Historical And Contemporary Figures Of Benjamin Franklin And Ivy Lee
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Public relations have been a prominent aspect of society for millennia, dating back to 50 B.C. with Julius Caesar and referred by the Ancient Greeks as “semantikos”, which is the practice of persuading people into a belief or action (Witman, 2000). Public relations is still been influenced by the contributions of key historical and contemporary figures including Benjamin Franklin and Ivy Lee.
In the early years of 50 B.C., the idea of persuading people to vote for a particular person was conceived. Julius Caesar released the first campaign biography titled The Gallic Wars (Gallic Wars). The texts depict the history of his military campaign from 58 B.C. to 51 B.C. and were used to convince the Roman Empire of his capabilities to be the head of state. To this day, political figures publish biographies with depictions of their political and or military exploits to gain an advantage in their elections.
During 394 A.D., St Augustine was a professor of rhetoric in Milan, the capital of the Western Roman Empire (Dewar, 2013). Being one of the first people involved in Public Relations, he pioneered the modern press secretary. His job entailed delivering regular eulogies to the Emperor and was similar to a minister of propaganda for the imperial court (Sheehan, 2007).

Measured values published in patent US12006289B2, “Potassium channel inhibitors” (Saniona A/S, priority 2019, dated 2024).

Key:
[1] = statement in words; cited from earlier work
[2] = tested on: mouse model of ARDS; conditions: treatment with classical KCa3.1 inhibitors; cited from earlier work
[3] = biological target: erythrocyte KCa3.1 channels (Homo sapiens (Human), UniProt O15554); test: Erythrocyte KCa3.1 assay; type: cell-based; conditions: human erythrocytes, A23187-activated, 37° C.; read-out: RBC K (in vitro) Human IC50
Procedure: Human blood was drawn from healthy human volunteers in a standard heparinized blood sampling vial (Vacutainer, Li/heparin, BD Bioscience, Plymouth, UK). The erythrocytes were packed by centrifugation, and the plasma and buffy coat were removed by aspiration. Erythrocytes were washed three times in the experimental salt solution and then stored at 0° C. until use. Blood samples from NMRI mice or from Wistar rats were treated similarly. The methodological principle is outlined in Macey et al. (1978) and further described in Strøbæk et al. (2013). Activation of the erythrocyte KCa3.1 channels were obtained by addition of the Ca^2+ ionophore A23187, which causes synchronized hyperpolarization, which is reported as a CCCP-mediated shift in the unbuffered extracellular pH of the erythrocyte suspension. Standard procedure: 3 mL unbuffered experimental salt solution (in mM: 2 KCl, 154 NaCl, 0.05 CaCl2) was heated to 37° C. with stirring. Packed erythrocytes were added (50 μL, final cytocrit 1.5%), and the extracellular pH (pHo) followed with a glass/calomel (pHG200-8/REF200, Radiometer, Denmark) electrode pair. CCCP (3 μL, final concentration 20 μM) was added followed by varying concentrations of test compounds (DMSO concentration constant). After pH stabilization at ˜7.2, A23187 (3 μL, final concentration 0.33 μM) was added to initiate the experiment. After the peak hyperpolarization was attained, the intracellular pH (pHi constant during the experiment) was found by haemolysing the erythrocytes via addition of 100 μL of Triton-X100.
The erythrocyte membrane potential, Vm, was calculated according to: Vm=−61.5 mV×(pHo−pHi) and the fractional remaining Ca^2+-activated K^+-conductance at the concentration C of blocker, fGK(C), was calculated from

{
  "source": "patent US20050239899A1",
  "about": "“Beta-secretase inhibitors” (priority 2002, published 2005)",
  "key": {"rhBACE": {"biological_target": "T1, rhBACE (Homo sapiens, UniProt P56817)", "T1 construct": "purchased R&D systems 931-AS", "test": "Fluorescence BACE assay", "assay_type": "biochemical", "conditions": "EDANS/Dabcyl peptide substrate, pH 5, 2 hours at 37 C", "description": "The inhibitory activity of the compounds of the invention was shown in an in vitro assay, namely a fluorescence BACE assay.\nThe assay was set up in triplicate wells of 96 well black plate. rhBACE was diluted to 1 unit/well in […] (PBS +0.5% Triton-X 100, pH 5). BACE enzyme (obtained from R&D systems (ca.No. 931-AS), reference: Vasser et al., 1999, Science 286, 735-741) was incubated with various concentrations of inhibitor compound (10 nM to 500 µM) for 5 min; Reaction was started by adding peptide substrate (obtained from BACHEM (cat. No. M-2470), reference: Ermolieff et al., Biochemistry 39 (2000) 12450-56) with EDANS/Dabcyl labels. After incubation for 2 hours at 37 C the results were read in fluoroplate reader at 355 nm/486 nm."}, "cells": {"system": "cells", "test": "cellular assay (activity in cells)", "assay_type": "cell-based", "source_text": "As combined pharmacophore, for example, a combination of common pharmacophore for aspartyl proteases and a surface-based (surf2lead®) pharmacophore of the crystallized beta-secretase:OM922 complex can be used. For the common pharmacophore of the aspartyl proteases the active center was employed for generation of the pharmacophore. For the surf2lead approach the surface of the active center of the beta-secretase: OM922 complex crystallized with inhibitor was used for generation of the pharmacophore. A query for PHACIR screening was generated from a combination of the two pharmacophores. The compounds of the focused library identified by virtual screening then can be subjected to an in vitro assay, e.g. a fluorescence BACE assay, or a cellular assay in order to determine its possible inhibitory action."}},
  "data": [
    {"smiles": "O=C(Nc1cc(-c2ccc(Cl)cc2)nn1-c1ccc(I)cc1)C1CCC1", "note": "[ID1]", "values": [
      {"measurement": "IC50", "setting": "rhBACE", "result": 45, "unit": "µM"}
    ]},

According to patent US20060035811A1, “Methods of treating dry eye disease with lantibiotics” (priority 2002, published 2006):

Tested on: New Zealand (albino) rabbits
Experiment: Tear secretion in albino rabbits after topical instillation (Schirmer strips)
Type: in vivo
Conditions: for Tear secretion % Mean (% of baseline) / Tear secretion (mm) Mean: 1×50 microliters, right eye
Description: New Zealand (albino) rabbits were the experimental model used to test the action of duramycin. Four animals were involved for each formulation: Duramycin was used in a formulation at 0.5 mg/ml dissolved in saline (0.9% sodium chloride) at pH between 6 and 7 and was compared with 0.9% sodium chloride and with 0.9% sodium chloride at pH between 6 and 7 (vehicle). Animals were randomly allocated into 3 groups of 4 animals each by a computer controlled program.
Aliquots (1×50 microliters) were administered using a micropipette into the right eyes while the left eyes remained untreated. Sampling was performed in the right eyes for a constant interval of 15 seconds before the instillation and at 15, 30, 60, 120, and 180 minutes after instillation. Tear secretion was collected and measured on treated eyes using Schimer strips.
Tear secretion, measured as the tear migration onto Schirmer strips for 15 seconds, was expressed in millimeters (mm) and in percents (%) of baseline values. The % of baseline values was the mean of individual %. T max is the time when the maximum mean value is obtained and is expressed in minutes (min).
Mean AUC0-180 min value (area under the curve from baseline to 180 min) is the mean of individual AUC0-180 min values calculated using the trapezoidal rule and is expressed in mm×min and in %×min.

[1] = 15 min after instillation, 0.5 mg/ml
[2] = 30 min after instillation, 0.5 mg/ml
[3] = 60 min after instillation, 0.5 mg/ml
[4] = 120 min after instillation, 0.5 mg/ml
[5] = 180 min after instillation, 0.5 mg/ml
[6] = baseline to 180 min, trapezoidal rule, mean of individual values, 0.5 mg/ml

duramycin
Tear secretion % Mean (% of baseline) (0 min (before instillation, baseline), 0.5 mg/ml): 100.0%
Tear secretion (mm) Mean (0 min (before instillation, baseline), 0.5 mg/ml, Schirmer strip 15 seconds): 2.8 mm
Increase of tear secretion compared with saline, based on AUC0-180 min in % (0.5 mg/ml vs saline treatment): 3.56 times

In 1776, Thomas Paine wrote The Crisis - a pamphlet aimed at encouraging the soldiers of Washington’s army to remain in the dreary conditions and fight. A number of the soldiers were preparing to desert and escape from the cold and hardships of the winter campaign. However, Paine was a supposed master of political propaganda whose writing could persuade people to act and believe in what he preached (Dewar, 2013).
After Benjamin Franklin became a prominent figure in soci...
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...union and management panelists, encouraging them to bargain with the union, offered tours of the plant and convinced the company to sponsor a vocational program (Hiebert, 1966). Proctor and Gamble had released a racist radio commercial that offended many African-Americans. Bernays immediately took action by changing the commercial, inviting the public to tour the plant, encouraging the company to offer African-Americans significant jobs and featuring them in the company news letter (Witman, 2000).
Throughout the course of history the principles and practice of public relations has slowly been forming. From the founding father Julius Caesar to Lee and Bernays the theory of public relations has developed into the modern day practice. As Stuart Ewen states, "The history of PR is… a history of a battle for what is reality and how people will see and understand reality."